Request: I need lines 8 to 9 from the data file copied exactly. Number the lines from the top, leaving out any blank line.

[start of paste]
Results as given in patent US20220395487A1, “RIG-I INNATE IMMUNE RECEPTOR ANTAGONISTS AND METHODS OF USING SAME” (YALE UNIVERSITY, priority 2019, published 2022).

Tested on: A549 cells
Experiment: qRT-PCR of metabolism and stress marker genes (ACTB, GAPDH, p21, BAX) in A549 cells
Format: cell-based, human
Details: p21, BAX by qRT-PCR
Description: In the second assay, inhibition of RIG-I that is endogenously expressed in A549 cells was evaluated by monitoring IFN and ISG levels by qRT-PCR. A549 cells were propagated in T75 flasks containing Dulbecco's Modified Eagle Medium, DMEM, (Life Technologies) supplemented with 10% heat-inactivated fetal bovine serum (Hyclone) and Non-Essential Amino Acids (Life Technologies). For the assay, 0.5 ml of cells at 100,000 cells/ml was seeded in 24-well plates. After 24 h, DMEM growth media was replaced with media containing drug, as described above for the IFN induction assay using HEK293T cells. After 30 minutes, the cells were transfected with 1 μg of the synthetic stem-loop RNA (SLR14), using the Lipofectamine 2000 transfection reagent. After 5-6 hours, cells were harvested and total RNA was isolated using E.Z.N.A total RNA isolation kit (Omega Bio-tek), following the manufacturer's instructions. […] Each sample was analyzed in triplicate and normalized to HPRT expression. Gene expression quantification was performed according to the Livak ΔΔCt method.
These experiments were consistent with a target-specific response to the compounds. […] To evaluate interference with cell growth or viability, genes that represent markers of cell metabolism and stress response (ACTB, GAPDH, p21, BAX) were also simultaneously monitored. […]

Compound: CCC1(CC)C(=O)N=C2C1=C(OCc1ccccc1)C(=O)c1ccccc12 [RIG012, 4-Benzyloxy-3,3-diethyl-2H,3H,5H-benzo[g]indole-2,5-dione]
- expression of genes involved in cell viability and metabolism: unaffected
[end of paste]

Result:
Compound: CCC1(CC)C(=O)N=C2C1=C(OCc1ccccc1)C(=O)c1ccccc12 [RIG012, 4-Benzyloxy-3,3-diethyl-2H,3H,5H-benzo[g]indole-2,5-dione]
- expression of genes involved in cell viability and metabolism: unaffected